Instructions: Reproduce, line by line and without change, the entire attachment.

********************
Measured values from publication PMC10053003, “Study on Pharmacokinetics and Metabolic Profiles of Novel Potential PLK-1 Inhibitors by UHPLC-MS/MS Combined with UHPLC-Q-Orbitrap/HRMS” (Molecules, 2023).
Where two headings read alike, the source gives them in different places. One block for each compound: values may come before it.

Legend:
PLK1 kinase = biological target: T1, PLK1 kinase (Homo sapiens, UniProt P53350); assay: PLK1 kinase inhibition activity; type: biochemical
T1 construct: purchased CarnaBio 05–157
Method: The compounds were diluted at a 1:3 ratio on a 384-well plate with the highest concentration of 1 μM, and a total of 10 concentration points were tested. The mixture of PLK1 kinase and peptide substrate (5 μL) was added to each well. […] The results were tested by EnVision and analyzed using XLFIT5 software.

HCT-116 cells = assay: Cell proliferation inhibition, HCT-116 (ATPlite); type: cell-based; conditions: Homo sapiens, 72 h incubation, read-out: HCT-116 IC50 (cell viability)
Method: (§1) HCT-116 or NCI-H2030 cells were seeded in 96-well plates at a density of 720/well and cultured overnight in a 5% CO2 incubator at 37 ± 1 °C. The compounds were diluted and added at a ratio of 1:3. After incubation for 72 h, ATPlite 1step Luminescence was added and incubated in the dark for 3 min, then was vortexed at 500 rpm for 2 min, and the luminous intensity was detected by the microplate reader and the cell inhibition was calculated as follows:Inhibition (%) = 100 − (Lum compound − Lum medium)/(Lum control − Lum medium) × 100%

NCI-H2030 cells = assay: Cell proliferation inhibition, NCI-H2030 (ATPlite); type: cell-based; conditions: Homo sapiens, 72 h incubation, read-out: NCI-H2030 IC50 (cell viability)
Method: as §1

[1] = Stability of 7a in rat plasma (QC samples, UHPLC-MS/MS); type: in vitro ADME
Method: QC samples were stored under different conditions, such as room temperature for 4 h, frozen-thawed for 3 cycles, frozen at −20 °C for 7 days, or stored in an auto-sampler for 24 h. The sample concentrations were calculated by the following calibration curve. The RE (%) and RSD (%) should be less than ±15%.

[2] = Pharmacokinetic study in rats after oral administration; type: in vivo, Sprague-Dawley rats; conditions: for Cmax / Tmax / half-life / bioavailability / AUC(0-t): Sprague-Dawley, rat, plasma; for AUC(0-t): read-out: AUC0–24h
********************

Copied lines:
Measured values from publication PMC10053003, “Study on Pharmacokinetics and Metabolic Profiles of Novel Potential PLK-1 Inhibitors by UHPLC-MS/MS Combined with UHPLC-Q-Orbitrap/HRMS” (Molecules, 2023).
Where two headings read alike, the source gives them in different places. One block for each compound: values may come before it.

Legend:
PLK1 kinase = biological target: T1, PLK1 kinase (Homo sapiens, UniProt P53350); assay: PLK1 kinase inhibition activity; type: biochemical
T1 construct: purchased CarnaBio 05–157
Method: The compounds were diluted at a 1:3 ratio on a 384-well plate with the highest concentration of 1 μM, and a total of 10 concentration points were tested. The mixture of PLK1 kinase and peptide substrate (5 μL) was added to each well. […] The results were tested by EnVision and analyzed using XLFIT5 software.

HCT-116 cells = assay: Cell proliferation inhibition, HCT-116 (ATPlite); type: cell-based; conditions: Homo sapiens, 72 h incubation, read-out: HCT-116 IC50 (cell viability)
Method: (§1) HCT-116 or NCI-H2030 cells were seeded in 96-well plates at a density of 720/well and cultured overnight in a 5% CO2 incubator at 37 ± 1 °C. The compounds were diluted and added at a ratio of 1:3. After incubation for 72 h, ATPlite 1step Luminescence was added and incubated in the dark for 3 min, then was vortexed at 500 rpm for 2 min, and the luminous intensity was detected by the microplate reader and the cell inhibition was calculated as follows:Inhibition (%) = 100 − (Lum compound − Lum medium)/(Lum control − Lum medium) × 100%

NCI-H2030 cells = assay: Cell proliferation inhibition, NCI-H2030 (ATPlite); type: cell-based; conditions: Homo sapiens, 72 h incubation, read-out: NCI-H2030 IC50 (cell viability)
Method: as §1

[1] = Stability of 7a in rat plasma (QC samples, UHPLC-MS/MS); type: in vitro ADME
Method: QC samples were stored under different conditions, such as room temperature for 4 h, frozen-thawed for 3 cycles, frozen at −20 °C for 7 days, or stored in an auto-sampler for 24 h. The sample concentrations were calculated by the following calibration curve. The RE (%) and RSD (%) should be less than ±15%.

[2] = Pharmacokinetic study in rats after oral administration; type: in vivo, Sprague-Dawley rats; conditions: for Cmax / Tmax / half-life / bioavailability / AUC(0-t): Sprague-Dawley, rat, plasma; for AUC(0-t): read-out: AUC0–24h